Margot at War
Margot Asquith was the wife of the early 20th century British Prime Minister Herbert Asquith. By 1912 her personality, her background, her appearance and her emotional intensity had an inevitably disturbing effect on events within No 10 Downing Street, to which she had brought not only her stylish wardrobe and envied skills as a hostess, but also the enlivening effect on its gloomy interior, of her pictures, lavish furnishings, carpets and ornaments. The circle of high-octane colleagues and celebrities that flocked to her table was unmatched across London and made the Asquiths’ lives legendary.
Her reputation as a hostess, unrivalled at that time, led to heightened tensions within 10 Downing Street, which, together with political situations, were matched by intense personal affairs and indulged relationships which were to prove fatal to careers and to reputations.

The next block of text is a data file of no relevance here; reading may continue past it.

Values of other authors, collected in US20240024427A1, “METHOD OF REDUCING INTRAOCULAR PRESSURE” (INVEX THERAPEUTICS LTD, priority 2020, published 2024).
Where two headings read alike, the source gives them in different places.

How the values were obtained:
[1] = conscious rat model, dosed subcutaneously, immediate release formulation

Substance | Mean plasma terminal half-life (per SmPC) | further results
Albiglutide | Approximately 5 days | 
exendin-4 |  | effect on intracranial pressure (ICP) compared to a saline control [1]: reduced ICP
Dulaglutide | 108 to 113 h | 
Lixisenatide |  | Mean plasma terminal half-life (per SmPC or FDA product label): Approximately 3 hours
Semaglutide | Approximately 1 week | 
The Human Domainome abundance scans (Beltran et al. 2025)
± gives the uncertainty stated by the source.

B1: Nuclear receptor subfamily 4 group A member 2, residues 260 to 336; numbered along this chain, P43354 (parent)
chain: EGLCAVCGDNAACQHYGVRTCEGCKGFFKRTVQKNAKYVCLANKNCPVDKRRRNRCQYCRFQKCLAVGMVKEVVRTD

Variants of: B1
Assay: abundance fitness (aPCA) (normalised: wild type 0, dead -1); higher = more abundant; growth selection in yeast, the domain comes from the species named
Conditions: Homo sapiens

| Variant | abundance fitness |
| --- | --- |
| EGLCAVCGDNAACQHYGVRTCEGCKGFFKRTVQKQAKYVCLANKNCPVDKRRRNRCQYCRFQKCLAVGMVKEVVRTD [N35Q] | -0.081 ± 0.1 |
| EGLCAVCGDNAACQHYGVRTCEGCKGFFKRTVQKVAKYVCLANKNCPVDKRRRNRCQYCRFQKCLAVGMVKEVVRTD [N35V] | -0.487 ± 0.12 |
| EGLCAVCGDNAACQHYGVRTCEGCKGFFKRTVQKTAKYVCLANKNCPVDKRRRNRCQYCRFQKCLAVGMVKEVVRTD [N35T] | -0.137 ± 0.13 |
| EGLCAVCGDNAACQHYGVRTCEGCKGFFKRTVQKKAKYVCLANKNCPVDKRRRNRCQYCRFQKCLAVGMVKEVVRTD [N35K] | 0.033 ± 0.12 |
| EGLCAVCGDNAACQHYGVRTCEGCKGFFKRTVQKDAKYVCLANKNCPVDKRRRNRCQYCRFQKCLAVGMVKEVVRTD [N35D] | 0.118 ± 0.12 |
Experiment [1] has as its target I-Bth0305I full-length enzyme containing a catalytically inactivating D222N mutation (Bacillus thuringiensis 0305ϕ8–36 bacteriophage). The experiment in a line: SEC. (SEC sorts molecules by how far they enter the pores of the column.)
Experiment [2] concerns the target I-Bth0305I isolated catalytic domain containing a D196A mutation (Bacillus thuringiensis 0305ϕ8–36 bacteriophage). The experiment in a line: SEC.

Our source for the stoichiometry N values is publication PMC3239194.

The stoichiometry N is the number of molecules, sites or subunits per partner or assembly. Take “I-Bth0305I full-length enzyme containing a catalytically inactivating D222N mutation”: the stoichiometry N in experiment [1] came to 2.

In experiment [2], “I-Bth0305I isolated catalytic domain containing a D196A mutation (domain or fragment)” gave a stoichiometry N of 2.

With the approach of the First World War, issues involving political and personal enemies added to the demands on a Prime Minister who was already losing the confidence of the country. Unrest, exacerbated by increasing pressure for social reform, ranging from the Suffrage Movement, through disputes amongst various work forces, to the ongoing problems with Irish Nationalists, escalated.
When Asquith was finally toppled, Margot was distraught, her mood nicely caught by Anne de Courcy’s use of an account, given to Virginia Woolf by Maynard Keynes, of her distress when at dinner she “began to cry with the soup, called to cigarettes and dropped tears and ashes together, onto her plate – utterly overcome”.
There are many instances in this engaging book, where, as well us giving us an informed account of events, the writer includes observations that are both logical and empathetic. This is a useful, entertaining and impressive publication.